Thursday, March 15, 2012

what I thought about "the handmaid's tale"

Here's the thing about The Handmaid's Tale: I can easily envision this in our future--remember how shaken I was when I read The Road? Any dystopian story, post-apocalyptic or not; really anything that demonstrates the rapidity with which humans turn into animals, no matter how hellish and far-fetched, is completely plausible to me. Ender's Game? Sure. 1984, The Jungle, Lord of the Flies, Animal Farm, The Giver, the entire Vonnegut oevre, all those books they make you read in high school to destroy your faith in humanity? Done.

John asked me what The Handmaid's Tale was about, and I sadly sniffed, "Oh, the horrible future." He looked at me in a perplexed/exasperated way, and asked, "Why do you do this to yourself?" Why do you read books like that?"

Really, why do I read these books? Why do I punish myself and seek for like-minded people to confirm my worst suspicions about my fellow human beings? In answer to John's question I told him, "So I can recognize it when it happens." I assume there is a monster lurking inside everyone around me, and only time will tell how close to the surface that monster is. Thieves, rapists, pedophiles, cannibals, murderers, tyrants . . . humans as a rule are low, repugnant, slovenly, grasping, selfish beasts, slithering around in a fetid swamp of abuse and torture. If they aren't that way now, just give them a little power, remove the fear of reprisal, or just let them pursue the implementation of their ideals to their logical endpoint, and you'll have yourself a nightmarish hellscape the most inventive sci-fi author couldn't conceive.

So The Handmaid's Tale is like if Ceausescu's vision for Romania were to happen in America, implemented by Rick Santorum. I had a general idea about the subject matter, because I have not been living in a cave on Mars, and also a long time ago I picked up my grandma's library copy, and read the part about Offred using butter as lotion. A unique and provocative story, very well-written. I teared up a few times at the sheer hopelessness of it all.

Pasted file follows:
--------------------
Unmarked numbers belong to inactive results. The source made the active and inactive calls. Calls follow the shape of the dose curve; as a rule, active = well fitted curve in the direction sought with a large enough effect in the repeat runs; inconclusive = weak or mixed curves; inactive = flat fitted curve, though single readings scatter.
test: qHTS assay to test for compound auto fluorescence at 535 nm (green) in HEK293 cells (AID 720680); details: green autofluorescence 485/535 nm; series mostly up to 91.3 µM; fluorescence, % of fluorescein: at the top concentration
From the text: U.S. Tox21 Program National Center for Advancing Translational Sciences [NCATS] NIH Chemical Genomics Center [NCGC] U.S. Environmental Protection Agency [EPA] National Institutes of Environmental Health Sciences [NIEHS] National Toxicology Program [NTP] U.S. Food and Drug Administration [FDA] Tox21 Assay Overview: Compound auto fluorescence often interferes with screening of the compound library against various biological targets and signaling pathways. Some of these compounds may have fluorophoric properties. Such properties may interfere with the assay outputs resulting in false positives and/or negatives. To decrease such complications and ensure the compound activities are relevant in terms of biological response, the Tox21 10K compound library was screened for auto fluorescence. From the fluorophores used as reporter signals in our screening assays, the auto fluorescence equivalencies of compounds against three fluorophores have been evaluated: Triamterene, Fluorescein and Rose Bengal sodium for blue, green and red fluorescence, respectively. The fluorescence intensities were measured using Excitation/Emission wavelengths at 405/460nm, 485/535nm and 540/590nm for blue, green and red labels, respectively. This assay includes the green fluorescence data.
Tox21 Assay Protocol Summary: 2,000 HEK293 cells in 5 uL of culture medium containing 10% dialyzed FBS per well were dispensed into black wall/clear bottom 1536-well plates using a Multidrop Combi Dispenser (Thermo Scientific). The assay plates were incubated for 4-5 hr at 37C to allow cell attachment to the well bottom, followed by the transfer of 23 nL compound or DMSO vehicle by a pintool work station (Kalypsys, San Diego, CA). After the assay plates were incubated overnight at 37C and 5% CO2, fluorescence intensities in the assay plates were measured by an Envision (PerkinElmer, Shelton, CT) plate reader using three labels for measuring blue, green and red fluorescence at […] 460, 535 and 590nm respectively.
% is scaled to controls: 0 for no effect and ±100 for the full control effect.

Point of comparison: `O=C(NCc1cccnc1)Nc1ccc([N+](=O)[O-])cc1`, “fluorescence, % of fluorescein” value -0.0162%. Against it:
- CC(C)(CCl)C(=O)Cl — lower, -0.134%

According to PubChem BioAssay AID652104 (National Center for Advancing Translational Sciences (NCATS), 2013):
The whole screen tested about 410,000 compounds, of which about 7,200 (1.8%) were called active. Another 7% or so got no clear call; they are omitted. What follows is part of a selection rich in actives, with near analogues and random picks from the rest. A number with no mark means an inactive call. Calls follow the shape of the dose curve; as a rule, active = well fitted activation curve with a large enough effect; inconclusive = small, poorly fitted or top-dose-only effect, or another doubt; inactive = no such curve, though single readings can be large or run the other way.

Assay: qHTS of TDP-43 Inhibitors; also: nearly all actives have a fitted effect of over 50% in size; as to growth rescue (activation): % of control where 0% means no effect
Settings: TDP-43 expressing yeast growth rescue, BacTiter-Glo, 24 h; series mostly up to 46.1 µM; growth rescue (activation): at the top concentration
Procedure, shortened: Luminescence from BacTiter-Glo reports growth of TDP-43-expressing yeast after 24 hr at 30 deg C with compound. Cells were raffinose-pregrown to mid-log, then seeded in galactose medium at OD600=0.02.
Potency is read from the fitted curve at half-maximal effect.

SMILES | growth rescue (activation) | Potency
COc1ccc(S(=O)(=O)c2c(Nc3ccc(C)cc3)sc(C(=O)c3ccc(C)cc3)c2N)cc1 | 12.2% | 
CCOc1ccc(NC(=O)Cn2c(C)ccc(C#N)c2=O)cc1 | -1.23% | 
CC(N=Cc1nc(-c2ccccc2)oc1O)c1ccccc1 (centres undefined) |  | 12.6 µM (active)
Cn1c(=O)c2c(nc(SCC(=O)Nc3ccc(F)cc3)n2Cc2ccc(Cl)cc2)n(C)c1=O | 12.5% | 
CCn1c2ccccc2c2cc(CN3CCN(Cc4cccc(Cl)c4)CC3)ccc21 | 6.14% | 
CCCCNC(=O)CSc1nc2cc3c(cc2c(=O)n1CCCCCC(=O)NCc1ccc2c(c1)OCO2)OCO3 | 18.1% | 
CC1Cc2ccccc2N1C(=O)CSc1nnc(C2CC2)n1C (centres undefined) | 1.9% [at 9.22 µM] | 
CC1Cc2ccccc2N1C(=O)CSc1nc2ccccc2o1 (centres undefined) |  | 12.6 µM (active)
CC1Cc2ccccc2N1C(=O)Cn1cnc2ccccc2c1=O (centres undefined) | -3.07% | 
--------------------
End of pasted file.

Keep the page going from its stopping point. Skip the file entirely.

I have note upon note about the book, but I don't want to spoil it for you, so please read it so we can discuss it. I know I probably scared you off, but you want to read this book, and all the other horrible books that will make you regard your fellow man with uneasy suspicion, so you can see the multifarious ways in which our doom can be shaped. So you will know it when it comes.

Happy St. Patrick's Day!


All8 said...

I read it an awfully long time ago. There's really only one thing I remember about the whole thing. Pretty sure you know what scene I'm talking about.

About the same time I read, 'The White Plague' by Frank Herbert. I remember liking it at the time, it will renew your feelings of hopelessness of mankind. Enjoy.

Tori said...

I will read it! I'm all in to dystopia now since I got to go to the world premiere of the Hunger Games movie.

tipsybaker said...

I'm not sure I can do this. I usually jump at your suggestions, but I fell into such a dark depression after The Road.

beckster said...

I read it when it first came out in 1985 (wow, that really dates me, doesn't it?!), so I have forgotten all detail about it. You have made me curious enough that I may read it again. I do think it is useful to remember how dreadful the basic nature of some people can be, but it is also useful to remember that all humans are not like that, maybe the majority, but not all. A lot of it is hardwired, I think. Maybe you need to balance your books between the two poles, or even better, maybe you need to read books that show people that have something redeemable about them no matter how terrible their behavior. Is this too philosophical?

Branwen said...

I read this book at school and I fell in love with it. Would definitely recommend the novel to anyone.

I remember reading an article where Atwood said that every little detail in the book has been based on various parts of cultures in the world which she researched whilst writing. It's a bit of a jump, but you could then say that the plot of the novel has gone past the 'conceivable' point and is already happening (or was/had potential in the 80s) although spread out in parts across the world.

I wouldn't say that the novel is solely depressing though. The ending is ambiguous, and depends on your reading. I'd say it's fairly hopeful particularly including the appendix (which is really a part of the story!).

tipsybaker said...

Okay, I'll read it. The comments have convinced me.